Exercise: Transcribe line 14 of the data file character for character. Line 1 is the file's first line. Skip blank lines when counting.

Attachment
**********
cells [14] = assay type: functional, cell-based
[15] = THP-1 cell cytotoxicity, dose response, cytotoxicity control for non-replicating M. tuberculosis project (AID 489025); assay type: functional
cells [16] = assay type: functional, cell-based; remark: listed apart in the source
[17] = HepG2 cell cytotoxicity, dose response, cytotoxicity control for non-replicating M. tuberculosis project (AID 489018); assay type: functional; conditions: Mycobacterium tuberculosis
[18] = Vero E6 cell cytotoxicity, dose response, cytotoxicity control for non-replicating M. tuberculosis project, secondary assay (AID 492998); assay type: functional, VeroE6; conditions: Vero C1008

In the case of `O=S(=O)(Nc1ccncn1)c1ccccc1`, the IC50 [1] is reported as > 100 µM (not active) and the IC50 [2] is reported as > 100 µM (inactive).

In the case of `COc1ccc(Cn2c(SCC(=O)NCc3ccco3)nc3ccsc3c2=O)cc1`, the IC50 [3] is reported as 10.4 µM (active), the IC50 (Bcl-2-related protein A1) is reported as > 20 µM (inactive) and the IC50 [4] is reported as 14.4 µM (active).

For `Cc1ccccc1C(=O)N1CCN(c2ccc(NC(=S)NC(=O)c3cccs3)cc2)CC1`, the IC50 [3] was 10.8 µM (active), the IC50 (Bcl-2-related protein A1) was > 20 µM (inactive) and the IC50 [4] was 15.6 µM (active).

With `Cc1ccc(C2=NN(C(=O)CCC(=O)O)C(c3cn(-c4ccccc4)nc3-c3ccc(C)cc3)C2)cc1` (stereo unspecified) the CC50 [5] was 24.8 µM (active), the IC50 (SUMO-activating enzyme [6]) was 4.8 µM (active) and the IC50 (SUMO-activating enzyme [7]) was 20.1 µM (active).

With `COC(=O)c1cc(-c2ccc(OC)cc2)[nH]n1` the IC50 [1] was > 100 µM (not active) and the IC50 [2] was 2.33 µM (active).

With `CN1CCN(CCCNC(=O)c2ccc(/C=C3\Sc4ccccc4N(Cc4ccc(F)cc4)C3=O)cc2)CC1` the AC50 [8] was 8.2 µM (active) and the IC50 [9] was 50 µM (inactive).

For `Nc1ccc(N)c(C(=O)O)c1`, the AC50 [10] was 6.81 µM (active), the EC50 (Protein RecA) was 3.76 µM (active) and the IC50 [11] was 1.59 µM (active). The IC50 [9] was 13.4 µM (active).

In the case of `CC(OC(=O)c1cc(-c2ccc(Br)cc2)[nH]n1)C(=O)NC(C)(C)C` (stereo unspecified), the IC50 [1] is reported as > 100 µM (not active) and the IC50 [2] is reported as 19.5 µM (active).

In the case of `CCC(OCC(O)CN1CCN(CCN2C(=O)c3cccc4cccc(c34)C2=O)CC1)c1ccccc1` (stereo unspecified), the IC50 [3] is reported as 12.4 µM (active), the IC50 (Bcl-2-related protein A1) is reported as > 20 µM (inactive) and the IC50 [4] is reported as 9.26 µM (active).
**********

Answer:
In the case of `CCC(OCC(O)CN1CCN(CCN2C(=O)c3cccc4cccc(c34)C2=O)CC1)c1ccccc1` (stereo unspecified), the IC50 [3] is reported as 12.4 µM (active), the IC50 (Bcl-2-related protein A1) is reported as > 20 µM (inactive) and the IC50 [4] is reported as 9.26 µM (active).